Selfitis Is a Real Mental Disorder for Those Who Obsessively Take Selfies

Selfitis Is a Real Mental Disorder for Those Who Obsessively Take Selfies

“Selfitis” may sound like a fake illness, and you could be forgiven for thinking it sounded phony. It was a term originally coined as part of a fake news story back in 2014. Now a group of researchers have confirmed it as a recognized mental disorder that leads to obsessive levels of selfie-taking.

A report has been published in the International Journal of Mental Health Addiction, submitted by researchers from Nottingham Trent University, U.K., and Thiagarajar School of Management, India. Those who suffer selfitis are said to use the act of taking selfies as a means of boosting their confidence or mood, as well as being motivated to do it by the pressure of social competition.

Selfie-taking is listed as an addictive behavior that illustrates such mental health issues as low self-confidence and esteem. Inspired by the hoax story from several years ago, the research group set out to see if there could in fact be some truth in the theory. The researchers studied 200 people, selecting individuals from the country with the highest selfie-related death rate: India.     

The study showed 34 percent of participants were diagnosed with borderline selfitis, 40.5 percent acute, and 25.5 percent chronic selfitis. Males were the worst for it at 57.5 percent, as were the 16–20 age bracket. Nine percent of participants took more than eight selfies a day, while a quarter posted three or more per day.

Speaking to the New York Post, Dr. Janarthanan Balakrishnan explained:

Typically, those with the condition suffer from a lack of self-confidence and are seeking to ‘fit in’ with those around them and may display symptoms similar to other potentially addictive behaviors. Now the existence of the condition appears to have been confirmed, it is hoped that further research will be carried out to understand more about how and why people develop this potentially obsessive behavior and what can be done to help people who are the most affected.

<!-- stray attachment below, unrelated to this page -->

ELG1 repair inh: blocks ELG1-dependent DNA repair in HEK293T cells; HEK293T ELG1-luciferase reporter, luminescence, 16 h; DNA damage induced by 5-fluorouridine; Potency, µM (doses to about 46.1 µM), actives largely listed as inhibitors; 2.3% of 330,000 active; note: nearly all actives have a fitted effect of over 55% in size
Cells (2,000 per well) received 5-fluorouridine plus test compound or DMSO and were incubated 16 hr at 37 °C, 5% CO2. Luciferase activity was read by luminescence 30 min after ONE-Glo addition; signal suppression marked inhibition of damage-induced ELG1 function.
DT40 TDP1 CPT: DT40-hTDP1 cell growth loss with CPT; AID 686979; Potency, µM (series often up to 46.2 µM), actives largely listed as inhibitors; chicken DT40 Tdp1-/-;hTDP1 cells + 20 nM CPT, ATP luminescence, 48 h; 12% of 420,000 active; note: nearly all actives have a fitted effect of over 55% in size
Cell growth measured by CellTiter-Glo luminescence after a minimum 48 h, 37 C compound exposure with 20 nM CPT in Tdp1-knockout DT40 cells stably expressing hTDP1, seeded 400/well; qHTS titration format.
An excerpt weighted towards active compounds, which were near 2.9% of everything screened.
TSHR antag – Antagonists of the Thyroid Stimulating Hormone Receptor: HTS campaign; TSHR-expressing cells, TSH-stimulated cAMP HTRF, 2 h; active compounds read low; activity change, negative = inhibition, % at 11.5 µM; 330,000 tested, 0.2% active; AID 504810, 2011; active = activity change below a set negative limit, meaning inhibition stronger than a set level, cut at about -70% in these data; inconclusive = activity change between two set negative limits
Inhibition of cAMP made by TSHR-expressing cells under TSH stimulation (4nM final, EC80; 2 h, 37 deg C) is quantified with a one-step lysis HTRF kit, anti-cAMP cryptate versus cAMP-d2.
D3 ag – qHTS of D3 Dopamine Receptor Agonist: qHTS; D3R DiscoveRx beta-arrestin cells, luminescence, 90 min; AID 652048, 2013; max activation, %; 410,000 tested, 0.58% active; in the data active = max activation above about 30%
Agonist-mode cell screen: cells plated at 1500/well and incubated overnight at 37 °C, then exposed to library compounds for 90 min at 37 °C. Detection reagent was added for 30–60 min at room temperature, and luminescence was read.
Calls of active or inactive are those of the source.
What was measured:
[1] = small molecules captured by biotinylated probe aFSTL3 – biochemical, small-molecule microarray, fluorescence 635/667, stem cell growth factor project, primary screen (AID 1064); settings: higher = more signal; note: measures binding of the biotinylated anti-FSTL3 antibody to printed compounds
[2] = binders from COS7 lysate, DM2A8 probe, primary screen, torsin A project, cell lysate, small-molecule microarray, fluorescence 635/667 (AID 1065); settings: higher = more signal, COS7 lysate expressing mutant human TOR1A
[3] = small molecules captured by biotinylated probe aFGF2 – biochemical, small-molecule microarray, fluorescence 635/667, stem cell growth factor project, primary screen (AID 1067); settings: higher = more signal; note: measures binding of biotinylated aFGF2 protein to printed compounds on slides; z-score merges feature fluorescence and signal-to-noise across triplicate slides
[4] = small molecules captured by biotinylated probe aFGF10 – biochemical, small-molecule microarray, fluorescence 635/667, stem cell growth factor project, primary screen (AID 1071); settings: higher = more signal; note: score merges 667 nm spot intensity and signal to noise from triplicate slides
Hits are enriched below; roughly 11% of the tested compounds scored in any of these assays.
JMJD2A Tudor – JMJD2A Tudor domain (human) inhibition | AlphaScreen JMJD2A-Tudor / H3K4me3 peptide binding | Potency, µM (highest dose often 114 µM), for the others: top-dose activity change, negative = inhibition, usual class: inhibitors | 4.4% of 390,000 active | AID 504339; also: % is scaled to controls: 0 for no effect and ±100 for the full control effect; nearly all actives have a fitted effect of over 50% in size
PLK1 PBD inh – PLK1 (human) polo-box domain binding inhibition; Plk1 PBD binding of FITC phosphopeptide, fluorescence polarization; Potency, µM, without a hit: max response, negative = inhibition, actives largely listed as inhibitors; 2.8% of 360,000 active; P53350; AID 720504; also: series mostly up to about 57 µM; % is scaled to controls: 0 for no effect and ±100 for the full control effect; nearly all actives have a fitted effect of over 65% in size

Read the report in greater depth on Springer Link.

Lead image by Stokpic via Pexels.

[via Digital Trends]

Jack Alexander's picture

A 28-year-old self-taught photographer, Jack Alexander specialises in intimate portraits with musicians, actors, and models.

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Just for the record...the technical definition of the word "disorder" requires the person to have "significant distress or impairment of personal functioning". Were "selfitis" to get into the DSM, they would need their selfie predilection to basically prevent them from functioning as a normal person.

Normal people don't take hundreds of selfies.

I certainly wouldn't dispute that.

But wanting to change your gender, perfectly normal lolol...

or being gender fluid so you can change back and forth depending on what offends you.